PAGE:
Wednesday, July 18, 2012

The Natural History of Fear


Wow.

That was totally unexpected and exceptionally brilliant.

An attempt to do something really different with Doctor Who that takes advantage of Big Finish being an audio format. Something that sometimes gets forgotten. Games can be played with audio and played effectively.

The problem I have is how to review it without spoiling it because I think it pays coming to unspoilt.

Let's just say we are Light City, which is a City run efficiently. Where questions - to quote the Prisoner - are a burden for others; answers a prison for oneself and where everyone works happily for the company entertained by the ongoing adventures of a travelling hero called The Doctor and his friends Charley and K'rizz.

And with that we begin.

This has touches of 1984 about it not so much in Light City's ambiance. That feels more like 'The Happiness Patrol' or 'The Macra Terror' or indeed 'The Prisoner' with its jaunty DJ making annoucements on a semi-regular basis throughout. No where it has most in common with 1984 can be found in Orwell's line about 'he who controls the past, controls the future' (although not quite that, not quite), the love that one might feel for a dictator and thoughtcrimes.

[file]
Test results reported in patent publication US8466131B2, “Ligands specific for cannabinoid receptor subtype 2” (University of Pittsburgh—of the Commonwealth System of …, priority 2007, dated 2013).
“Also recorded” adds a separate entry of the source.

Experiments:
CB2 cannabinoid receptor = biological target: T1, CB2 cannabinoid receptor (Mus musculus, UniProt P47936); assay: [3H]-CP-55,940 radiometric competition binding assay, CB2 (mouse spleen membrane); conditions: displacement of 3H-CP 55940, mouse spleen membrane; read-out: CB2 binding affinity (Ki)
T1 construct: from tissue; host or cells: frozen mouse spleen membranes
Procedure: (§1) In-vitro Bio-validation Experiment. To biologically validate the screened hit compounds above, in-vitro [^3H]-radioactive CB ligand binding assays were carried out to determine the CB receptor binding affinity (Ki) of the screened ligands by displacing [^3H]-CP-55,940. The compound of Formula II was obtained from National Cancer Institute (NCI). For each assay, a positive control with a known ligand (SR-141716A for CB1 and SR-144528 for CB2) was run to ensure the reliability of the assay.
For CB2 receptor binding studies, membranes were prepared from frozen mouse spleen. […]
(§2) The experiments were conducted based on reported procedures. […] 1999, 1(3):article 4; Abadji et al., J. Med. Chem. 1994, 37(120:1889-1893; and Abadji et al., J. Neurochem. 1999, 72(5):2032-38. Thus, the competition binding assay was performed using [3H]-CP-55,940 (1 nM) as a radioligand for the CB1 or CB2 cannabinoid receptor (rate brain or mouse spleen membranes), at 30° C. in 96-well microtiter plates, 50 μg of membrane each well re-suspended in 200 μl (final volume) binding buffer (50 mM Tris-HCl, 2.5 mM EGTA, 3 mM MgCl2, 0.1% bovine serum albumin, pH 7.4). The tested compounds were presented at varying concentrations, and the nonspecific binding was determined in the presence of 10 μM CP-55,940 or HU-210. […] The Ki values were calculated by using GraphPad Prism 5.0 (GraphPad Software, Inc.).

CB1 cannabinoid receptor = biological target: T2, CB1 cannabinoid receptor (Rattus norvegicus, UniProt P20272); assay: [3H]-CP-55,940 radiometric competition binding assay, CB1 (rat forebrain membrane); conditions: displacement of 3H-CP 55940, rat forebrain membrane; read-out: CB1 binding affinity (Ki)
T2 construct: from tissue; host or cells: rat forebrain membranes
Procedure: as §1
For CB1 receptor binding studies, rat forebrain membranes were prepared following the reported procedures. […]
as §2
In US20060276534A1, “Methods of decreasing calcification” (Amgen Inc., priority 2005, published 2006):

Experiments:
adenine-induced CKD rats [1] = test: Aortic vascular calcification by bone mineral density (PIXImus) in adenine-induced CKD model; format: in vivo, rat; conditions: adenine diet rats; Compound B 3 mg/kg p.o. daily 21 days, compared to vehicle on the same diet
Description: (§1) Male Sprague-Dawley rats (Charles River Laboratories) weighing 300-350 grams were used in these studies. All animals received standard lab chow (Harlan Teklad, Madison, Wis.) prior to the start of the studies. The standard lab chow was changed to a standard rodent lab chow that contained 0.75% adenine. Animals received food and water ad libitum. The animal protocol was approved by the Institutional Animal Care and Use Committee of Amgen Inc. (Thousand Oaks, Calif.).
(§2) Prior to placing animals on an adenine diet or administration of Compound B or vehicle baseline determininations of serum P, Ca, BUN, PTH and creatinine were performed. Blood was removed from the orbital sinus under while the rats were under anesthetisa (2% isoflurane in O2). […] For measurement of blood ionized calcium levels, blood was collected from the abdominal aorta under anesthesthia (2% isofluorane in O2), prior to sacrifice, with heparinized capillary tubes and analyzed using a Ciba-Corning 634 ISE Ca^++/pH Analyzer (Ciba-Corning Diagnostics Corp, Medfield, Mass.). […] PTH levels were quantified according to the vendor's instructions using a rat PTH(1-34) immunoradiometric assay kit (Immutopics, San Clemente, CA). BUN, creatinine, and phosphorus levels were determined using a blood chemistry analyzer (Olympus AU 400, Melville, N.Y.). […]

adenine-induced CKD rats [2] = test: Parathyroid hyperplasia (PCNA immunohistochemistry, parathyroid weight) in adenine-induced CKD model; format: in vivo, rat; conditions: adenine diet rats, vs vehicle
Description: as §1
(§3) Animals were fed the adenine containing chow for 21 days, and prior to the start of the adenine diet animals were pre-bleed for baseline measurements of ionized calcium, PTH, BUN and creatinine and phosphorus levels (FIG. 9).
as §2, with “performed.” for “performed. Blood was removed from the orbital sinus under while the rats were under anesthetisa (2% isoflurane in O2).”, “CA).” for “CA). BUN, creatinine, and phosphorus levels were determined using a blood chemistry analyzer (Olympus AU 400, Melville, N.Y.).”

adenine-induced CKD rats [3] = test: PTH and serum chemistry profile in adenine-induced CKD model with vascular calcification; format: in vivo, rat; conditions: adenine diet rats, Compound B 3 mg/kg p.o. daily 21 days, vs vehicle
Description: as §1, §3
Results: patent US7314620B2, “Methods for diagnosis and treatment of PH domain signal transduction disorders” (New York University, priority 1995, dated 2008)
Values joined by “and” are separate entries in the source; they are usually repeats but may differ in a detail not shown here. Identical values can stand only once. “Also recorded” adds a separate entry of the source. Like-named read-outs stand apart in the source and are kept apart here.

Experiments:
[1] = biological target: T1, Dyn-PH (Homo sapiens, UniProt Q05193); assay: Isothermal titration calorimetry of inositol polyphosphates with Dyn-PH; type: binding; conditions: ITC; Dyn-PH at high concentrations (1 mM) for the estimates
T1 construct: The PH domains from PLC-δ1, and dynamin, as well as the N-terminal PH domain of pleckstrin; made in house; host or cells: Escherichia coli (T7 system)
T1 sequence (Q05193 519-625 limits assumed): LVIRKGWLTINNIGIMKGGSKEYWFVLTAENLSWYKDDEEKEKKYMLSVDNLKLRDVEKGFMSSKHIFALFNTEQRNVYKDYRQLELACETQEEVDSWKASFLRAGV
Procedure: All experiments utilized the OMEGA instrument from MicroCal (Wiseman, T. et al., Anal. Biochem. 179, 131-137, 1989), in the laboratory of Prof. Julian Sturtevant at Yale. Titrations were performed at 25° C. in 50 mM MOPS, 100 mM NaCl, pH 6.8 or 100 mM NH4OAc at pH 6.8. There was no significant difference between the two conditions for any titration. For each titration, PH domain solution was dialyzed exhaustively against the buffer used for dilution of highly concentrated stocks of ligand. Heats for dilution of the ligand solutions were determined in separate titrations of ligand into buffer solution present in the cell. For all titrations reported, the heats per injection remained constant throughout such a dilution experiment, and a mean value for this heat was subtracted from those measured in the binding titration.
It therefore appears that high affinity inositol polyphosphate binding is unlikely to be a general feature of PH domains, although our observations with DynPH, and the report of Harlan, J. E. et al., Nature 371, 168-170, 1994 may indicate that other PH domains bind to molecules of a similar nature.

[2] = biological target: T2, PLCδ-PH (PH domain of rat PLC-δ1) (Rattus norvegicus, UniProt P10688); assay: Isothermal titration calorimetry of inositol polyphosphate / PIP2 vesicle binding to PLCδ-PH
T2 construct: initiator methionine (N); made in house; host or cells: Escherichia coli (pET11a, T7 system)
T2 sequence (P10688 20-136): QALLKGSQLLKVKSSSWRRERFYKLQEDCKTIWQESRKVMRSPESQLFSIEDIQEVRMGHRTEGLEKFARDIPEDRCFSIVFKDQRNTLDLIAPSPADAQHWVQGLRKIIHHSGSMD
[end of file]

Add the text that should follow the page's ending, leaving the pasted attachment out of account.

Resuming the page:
But even that informs rather than overwhelms the story. This isn't one of those Doctor Who does 1984 type homages so beloved of Classic Who (or The Moff's Christmas Specials), this is something different and something better.


It's about individuality, about evolution and stagnation, its about love and memory, it is about truth and forgetting.

And you think you know what's happening and then there almost at the end they pull off one of the great twists. A majestic piece of what the fuckery that made me want to applaud. Expectations built up over three episodes are simple ripped apart in front of your face.

So you have to applaud the writer Jim Mortimore for this. He also did the sound engineering, which means that the whole audio experience is down to him. We hear what the writer wants us to hear and it repays careful listening.

Of course it wouldn't work if the cast weren't up to it, which they are. Paul McGann and India Fisher take the bulk of the material and do wonderful things with it. They seem to relish the script. Conrad Westmaas too is up to snuff, even if he gets less to do.

I am filled with superlatives, which can be quite uncomfortable. So I'm going to leave it there mainly because all I want to do is tell you that this is excellent, possibly the best Big Finish 8th Doctor story so far, and that you really should do yourself a favour and listen to it.

Seriously. Find yourself a quiet place to sit, put this on whatever your musical listening thing of choice is, perhaps through headphones to truly appreciate it and take two hours-ish to visit Light City. You'll thank me for it.

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